Amazingly enough, the second fight was even more brutal and hellacious than the first. Both men tasted the canvas, Round 9 was one of the most vicious you’ll ever see, and Salido once again stopped Lopez on his feet a round later.

    Most left the Puerto Rican's career for dead after that fight, and he took a couple of fights against low-level opposition before getting blown out by Mikey Garcia last June.

    It seemed like he was only delaying the inevitable when he signed on to face former featherweight champion Daniel Ponce De Leon in a rematch this past March. Lopez had stopped Ponce De Leon in one round back in 2008, but it seemed like that fight was ages ago, and Ponce De Leon, while shopworn himself, seemed to have more left in the tank.

    And it appeared that way early in Round 2, when a series of left hooks put Lopez on the mat, badly hurt and seemingly in danger of being stopped.

    But they say that power is the last thing to go for a fighter, and Lopez showed that to Ponce De Leon with vicious emphasis. With the Mexican fighter carelessly going in for the kill, Lopez connected with a colossal counter right hand that floored him and effectively ended the night.

    Ponce De Leon, somehow, barely beat the count, but he was felled again, forcing referee Luis Pabon to intercede and stop the contest.

    In one of boxing’s ironic role reversals, Lopez, who was considered done, will continue his career, facing Francisco Vargas on the Canelo vs. Lara undercard, while Ponce De Leon, knocked out again in his next fight, has called it a career.

3. Luis Collazo KO 2 Victor Ortiz

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    Maddie Meyer/Getty Images

    Victor Ortiz was once near the top of the boxing mountain. He knocked off the previously unbeaten Andre Berto, in a war, to capture a Welterweight Championship in 2011 and parlayed that into a showdown with pound-for-pound king Floyd Mayweather later in the year.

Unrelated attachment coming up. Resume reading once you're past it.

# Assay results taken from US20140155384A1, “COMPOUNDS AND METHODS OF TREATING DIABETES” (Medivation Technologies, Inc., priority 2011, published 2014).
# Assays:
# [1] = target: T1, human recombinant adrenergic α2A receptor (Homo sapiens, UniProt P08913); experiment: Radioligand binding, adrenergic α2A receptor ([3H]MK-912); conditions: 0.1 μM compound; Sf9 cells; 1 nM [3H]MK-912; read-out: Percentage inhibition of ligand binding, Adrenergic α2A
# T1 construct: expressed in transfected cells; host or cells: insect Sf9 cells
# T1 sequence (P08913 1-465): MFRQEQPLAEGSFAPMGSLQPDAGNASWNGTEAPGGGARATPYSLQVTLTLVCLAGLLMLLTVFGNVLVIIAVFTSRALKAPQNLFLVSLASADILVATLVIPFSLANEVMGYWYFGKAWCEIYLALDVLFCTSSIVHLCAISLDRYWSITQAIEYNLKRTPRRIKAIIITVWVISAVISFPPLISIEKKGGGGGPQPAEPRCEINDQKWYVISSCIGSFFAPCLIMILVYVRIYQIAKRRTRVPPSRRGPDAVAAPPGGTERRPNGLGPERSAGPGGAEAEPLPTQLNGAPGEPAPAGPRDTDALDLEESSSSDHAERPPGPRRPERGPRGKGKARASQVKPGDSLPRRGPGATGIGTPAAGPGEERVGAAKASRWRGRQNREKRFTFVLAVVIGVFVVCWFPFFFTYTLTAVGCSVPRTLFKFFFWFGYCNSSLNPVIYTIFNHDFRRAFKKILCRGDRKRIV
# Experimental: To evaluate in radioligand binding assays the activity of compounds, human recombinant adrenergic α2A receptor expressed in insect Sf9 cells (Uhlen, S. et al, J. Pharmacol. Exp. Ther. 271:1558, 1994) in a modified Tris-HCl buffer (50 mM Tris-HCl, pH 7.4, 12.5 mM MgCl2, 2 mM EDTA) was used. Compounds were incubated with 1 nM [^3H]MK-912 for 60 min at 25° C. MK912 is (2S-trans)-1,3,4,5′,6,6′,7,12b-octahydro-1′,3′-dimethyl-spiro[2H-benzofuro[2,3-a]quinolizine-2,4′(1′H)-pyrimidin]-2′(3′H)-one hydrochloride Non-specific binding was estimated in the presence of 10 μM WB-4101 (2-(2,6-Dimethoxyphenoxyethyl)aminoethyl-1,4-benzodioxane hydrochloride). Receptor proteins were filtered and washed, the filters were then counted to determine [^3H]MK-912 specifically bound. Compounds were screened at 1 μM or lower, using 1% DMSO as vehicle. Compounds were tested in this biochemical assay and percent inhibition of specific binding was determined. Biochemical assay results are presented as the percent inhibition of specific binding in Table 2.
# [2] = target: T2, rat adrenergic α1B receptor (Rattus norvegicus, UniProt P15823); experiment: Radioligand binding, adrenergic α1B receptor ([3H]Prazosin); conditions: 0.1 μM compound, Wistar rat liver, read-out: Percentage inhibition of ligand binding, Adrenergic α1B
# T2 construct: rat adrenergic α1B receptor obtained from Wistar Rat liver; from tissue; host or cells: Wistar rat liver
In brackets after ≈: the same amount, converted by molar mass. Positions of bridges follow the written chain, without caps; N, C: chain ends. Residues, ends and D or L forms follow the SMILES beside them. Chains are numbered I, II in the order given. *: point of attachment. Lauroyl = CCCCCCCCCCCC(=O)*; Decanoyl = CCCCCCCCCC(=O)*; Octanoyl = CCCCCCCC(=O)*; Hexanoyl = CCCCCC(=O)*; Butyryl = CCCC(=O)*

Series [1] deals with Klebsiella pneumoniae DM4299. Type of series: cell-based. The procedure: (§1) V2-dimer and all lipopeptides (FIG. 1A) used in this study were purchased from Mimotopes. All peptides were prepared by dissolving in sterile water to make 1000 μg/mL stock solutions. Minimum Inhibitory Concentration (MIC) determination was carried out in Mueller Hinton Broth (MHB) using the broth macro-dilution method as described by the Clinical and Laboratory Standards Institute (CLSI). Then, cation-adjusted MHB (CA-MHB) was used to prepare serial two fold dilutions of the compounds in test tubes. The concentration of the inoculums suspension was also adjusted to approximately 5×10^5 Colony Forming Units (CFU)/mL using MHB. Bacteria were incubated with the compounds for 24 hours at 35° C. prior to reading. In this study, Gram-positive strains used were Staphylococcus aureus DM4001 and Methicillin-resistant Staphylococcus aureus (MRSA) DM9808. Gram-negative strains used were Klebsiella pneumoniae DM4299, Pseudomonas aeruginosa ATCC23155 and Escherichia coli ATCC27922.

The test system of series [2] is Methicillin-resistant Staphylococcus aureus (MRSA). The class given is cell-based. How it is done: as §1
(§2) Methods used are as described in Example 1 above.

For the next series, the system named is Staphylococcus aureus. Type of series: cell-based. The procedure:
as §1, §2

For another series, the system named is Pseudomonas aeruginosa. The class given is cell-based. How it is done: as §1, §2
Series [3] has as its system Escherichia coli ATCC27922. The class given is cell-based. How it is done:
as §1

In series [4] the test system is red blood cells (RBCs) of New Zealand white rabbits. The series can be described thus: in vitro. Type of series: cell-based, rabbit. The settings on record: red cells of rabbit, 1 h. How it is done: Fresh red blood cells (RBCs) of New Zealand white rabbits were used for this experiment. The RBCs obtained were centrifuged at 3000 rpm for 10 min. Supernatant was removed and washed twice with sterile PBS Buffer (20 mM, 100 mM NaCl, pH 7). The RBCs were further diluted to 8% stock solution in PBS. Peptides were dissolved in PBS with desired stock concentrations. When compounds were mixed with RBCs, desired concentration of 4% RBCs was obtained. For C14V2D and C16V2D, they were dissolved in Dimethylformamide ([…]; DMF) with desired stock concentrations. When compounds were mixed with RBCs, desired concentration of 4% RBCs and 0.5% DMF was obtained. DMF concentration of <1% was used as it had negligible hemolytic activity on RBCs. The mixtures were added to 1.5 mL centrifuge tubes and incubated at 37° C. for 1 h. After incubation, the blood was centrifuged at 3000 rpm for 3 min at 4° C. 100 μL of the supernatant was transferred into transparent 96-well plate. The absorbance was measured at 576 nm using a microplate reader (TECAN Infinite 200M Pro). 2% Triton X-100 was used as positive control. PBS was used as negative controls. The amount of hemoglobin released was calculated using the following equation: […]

That fight was quite controversial, with Ortiz sparking a less-than-ideal ending in Round 4 with a vicious intentional headbutt to Mayweather’s nose while along the ropes. The ensuing ruckus culminated with Mayweather knocking out a now-contrite Ortiz, after the latter attempted another apologetic hug with time already back in.

    Despite that, Ortiz remained a fighter in demand. He was tentatively scheduled to move up to junior middleweight for a challenge of Canelo Alvarez, but he had his jaw broken and night ended by Josesito Lopez in a 2012 upset.

    When Ortiz announced he was returning to the ring earlier this year against the durable, but largely forgotten, Luis Collazo, it seemed that he had found the perfect, if somewhat risky, comeback opponent.

    Collazo was a former welterweight champion known for his boxing ability—not his power—and he had come up short each time he stepped up in class. Seems like the perfectly managed risk for a comeback, right? Not close.

    After an aggressive first round, Ortiz came out the same way to start the second.

    And that was all she wrote.

    With Ortiz landing a right hook, Collazo countered with one of his own that landed square on the button, dropping Ortiz with his back to his opponent. He never attempted to rise and was counted out in stunning fashion, ending the fight and likely his boxing career.

2. Chris Algieri SD 12 Ruslan Provodnikov

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    Ed Mulholland/HBO

    Chris Algieri walked into the Barclays Center on June 14 as an opponent, given little hope by most in the boxing establishment and expected to be a few feet too deep in the pool when he challenged Ruslan Provodnikov for a junior welterweight title.